AARP, alz, amylodosis, cardiac amylodosis, caring for parents, dad, daughter caregivers, death, family, grief, memoir, truth, Uncategorized

That B*tch Called Grief

I cradle Dad’s pillow and push it into my right ear as I lay on my side staring at the bedside table that’s now empty.  Gone are the bits of the pot-infused chocolate chip cookies. I can’t do anymore, Jod. He’d say. Food is life, Dad. You don’t eat, you’s gonna die. Sometimes he’d come back with: Yes’a boss, Yes’ a boss. And take a tiny piece chewing it in silence. Our banter always left me with the widest smile.

But at the end-the exchange wasn’t quite like that.

Greeted with peer pressure to consume, he’d raise left index finger in silence, signaling me to cool it with the talk. Then, raise his right index finger to his throat making a saw-like gesture back and forth. Message received. Lay off the request for me to eat, kid. Defeated, eventually, piles of small, white plates lined that bedside table with the cookies he couldn’t eat.

Gone are the glasses that no longer needed to be found because its owner was confined to bed. No more, Well, I am on my daily hunt for my glasses. God damn it if you ever know where they are, Joe. Jesus Christ, it is infuriating. Absolutely infuriating. I tell you.

Gone is the insulated glass with water and just the right amount of ice so it’d be the right amount of cold for Dad. Never a water drinker, Dad would sit on the edge of the bed sipping in silence. At the end, it took too much energy to talk and drink. He had to pick one over the other.

It’s been three months since I played nursemaid to my Dad. Three damn months. And this bitch called grief, she ain’t going away.

So, in order to be proactive, I come for her well before she sends for me.  Climbing into bed with Rosie I push my face into Dad’s pillow and bitch at myself for washing this pillow case in the week that followed his death.

I want to remember his smell.

Through the months during and after Dad’s illness and death, I’ve learned to be quite the efficient crier. Sobbing is limited to the car or the upstairs bathroom once a week or so. In Mom and Dad’s bed, I allow the tears to come in spurts like a midday rain in the summer. Through the silence, sometimes Rosie will say, I hope it gets better for you because I like you. And we lay there together, Mom staring off into whatever her reality has created and I now scared that Dad has forgotten that I am down here wading through shit piles of grief, fear, and uncertainty.

And then this morning I realized something. Whether we be among the living or the dying, not a single one of us wants to be forgotten.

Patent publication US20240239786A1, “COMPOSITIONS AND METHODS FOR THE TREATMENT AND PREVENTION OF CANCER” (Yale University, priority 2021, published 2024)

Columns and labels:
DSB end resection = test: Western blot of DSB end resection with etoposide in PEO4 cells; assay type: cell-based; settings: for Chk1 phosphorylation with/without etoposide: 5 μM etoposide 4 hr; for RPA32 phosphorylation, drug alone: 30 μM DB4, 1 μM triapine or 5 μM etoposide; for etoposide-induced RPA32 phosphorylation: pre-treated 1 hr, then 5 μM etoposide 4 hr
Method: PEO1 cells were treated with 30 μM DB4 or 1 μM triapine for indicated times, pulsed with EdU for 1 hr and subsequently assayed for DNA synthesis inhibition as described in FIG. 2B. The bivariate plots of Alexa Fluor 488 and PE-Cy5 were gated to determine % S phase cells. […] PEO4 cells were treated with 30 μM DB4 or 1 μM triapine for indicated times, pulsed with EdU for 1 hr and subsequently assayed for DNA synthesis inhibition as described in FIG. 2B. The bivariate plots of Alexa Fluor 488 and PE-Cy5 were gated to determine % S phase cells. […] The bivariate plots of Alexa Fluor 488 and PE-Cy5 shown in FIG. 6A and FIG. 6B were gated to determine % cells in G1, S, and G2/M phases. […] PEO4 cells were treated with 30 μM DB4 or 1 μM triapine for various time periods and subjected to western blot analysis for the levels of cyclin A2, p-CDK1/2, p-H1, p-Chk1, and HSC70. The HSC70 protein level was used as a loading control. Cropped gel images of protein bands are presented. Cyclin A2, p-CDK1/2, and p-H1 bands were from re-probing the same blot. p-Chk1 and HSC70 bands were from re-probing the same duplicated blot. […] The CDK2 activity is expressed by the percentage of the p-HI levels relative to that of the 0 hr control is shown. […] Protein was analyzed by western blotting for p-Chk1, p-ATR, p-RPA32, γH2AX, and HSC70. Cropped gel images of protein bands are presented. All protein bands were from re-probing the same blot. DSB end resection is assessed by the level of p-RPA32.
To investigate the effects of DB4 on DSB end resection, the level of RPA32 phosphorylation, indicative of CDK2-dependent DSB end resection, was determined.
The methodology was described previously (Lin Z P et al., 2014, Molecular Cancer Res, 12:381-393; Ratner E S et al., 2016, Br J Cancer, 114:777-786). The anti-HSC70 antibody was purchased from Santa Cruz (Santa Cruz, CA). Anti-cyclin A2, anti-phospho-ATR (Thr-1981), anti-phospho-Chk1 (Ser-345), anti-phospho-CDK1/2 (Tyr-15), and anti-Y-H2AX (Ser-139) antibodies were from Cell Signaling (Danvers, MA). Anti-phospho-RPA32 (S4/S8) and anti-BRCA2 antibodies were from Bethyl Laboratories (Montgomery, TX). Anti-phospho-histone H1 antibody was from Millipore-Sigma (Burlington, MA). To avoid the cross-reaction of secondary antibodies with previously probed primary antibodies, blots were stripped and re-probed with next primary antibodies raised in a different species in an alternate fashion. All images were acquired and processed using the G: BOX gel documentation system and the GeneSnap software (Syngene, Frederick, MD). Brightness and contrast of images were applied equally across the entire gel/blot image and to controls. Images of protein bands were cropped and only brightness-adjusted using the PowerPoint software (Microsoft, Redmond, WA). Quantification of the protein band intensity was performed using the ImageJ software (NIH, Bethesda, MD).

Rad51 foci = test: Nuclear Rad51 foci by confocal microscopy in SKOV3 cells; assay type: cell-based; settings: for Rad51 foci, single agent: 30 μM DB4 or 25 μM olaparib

Yep, this 44-year-old woman is worried that her dead Dad, who is no longer physically present, will forget her. She can’t even see him or hear him yell, JJJJOOODDDDDIIIIIII, I need you.

But she’s petrified that he will forget her.

Insane. Right?

God, but it’s the fucking truth. And, in truth there’s strength, so I’m putting it ALL out there today.

This realization reminded me of Dad’s eulogy. It gave me great comfort and pause in writing it and sharing it at his service, so I say, what the hell and share it here with you now.

A couple weeks ago, our dad sat perched on the edge of his bed, his blue, yellow, and white striped bathrobe now much too big for his 145 lb frame. His bedroom had become a gathering place for us kids because Dad spent most of his day now in bed. And we ALL know that Dad was ALWAYS on the move, So to be sick, unable to do all the “Joe” things he’d do was torture for him.

In the dark with the hall nightlight on, his kids sat on the edge of the bed with him and he said something that broke our hearts a little.

It was a simple statement. He said:

I don’t want to be forgotten.

Looking out at all of you here today-buddies from Marquette, fellow Evan Scholars, members of the Western Golf Association, former colleagues, family, friends, neighbors, of Dad, Rosie, and his children,-who have come here today to pay your respects and honor Joe, I know it is virtually impossible for Dad to be forgotten. Think of all those long-winded conversations you’d have with almost complete strangers, Dad?

How could our Dad ever think being forgotten would be part of Joe Arndt’s story?

Each and every one of us has these stories that make us who we are. As a teacher and a writer, I always tell my students–Be sure to tell your story. Be proud of your narrative. Write down those seemingly small moments. Share them with others.

So today. with so much humility I attempt to tell a small portion of our dad’s story. Being a visual learner, I thought it prudent to include some of Dad’s favorite tools as a way to illustrate his story.